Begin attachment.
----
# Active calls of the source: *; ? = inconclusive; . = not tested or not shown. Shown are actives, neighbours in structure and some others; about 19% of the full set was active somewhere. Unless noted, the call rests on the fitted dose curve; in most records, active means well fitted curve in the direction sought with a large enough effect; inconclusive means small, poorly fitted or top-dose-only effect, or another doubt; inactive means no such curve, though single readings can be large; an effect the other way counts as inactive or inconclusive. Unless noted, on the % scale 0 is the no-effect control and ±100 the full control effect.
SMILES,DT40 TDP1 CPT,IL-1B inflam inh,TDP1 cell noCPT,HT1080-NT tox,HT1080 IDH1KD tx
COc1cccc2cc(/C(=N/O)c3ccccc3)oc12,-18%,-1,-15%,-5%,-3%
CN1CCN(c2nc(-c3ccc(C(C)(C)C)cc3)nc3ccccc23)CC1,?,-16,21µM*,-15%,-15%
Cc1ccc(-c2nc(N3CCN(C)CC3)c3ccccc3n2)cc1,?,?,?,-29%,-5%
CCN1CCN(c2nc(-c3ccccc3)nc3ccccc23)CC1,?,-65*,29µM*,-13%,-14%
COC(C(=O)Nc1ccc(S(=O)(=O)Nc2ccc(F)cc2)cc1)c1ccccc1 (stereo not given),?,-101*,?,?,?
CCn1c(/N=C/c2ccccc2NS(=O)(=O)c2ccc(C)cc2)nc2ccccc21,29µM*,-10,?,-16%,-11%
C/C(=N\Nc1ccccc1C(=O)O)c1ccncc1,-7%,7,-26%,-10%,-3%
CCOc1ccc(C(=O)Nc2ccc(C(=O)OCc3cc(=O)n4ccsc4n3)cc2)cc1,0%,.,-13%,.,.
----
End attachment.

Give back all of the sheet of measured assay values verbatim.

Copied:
# Active calls of the source: *; ? = inconclusive; . = not tested or not shown. Shown are actives, neighbours in structure and some others; about 19% of the full set was active somewhere. Unless noted, the call rests on the fitted dose curve; in most records, active means well fitted curve in the direction sought with a large enough effect; inconclusive means small, poorly fitted or top-dose-only effect, or another doubt; inactive means no such curve, though single readings can be large; an effect the other way counts as inactive or inconclusive. Unless noted, on the % scale 0 is the no-effect control and ±100 the full control effect.
SMILES,DT40 TDP1 CPT,IL-1B inflam inh,TDP1 cell noCPT,HT1080-NT tox,HT1080 IDH1KD tx
COc1cccc2cc(/C(=N/O)c3ccccc3)oc12,-18%,-1,-15%,-5%,-3%
CN1CCN(c2nc(-c3ccc(C(C)(C)C)cc3)nc3ccccc23)CC1,?,-16,21µM*,-15%,-15%
Cc1ccc(-c2nc(N3CCN(C)CC3)c3ccccc3n2)cc1,?,?,?,-29%,-5%
CCN1CCN(c2nc(-c3ccccc3)nc3ccccc23)CC1,?,-65*,29µM*,-13%,-14%
COC(C(=O)Nc1ccc(S(=O)(=O)Nc2ccc(F)cc2)cc1)c1ccccc1 (stereo not given),?,-101*,?,?,?
CCn1c(/N=C/c2ccccc2NS(=O)(=O)c2ccc(C)cc2)nc2ccccc21,29µM*,-10,?,-16%,-11%
C/C(=N\Nc1ccccc1C(=O)O)c1ccncc1,-7%,7,-26%,-10%,-3%
CCOc1ccc(C(=O)Nc2ccc(C(=O)OCc3cc(=O)n4ccsc4n3)cc2)cc1,0%,.,-13%,.,.